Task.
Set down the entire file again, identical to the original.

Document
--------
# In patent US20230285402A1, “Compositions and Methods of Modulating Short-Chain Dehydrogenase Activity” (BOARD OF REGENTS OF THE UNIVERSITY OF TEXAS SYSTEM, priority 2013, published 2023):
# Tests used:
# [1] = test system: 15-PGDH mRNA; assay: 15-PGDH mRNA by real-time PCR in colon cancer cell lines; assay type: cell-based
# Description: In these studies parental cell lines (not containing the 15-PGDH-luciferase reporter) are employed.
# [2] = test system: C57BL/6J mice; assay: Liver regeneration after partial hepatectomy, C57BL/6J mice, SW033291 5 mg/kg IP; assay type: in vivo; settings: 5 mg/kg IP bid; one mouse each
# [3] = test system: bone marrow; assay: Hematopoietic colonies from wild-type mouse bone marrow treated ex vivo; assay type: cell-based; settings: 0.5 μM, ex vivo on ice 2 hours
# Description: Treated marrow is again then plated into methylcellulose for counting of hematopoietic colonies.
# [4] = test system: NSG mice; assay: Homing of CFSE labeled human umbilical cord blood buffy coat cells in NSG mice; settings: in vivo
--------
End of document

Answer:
# In patent US20230285402A1, “Compositions and Methods of Modulating Short-Chain Dehydrogenase Activity” (BOARD OF REGENTS OF THE UNIVERSITY OF TEXAS SYSTEM, priority 2013, published 2023):
# Tests used:
# [1] = test system: 15-PGDH mRNA; assay: 15-PGDH mRNA by real-time PCR in colon cancer cell lines; assay type: cell-based
# Description: In these studies parental cell lines (not containing the 15-PGDH-luciferase reporter) are employed.
# [2] = test system: C57BL/6J mice; assay: Liver regeneration after partial hepatectomy, C57BL/6J mice, SW033291 5 mg/kg IP; assay type: in vivo; settings: 5 mg/kg IP bid; one mouse each
# [3] = test system: bone marrow; assay: Hematopoietic colonies from wild-type mouse bone marrow treated ex vivo; assay type: cell-based; settings: 0.5 μM, ex vivo on ice 2 hours
# Description: Treated marrow is again then plated into methylcellulose for counting of hematopoietic colonies.
# [4] = test system: NSG mice; assay: Homing of CFSE labeled human umbilical cord blood buffy coat cells in NSG mice; settings: in vivo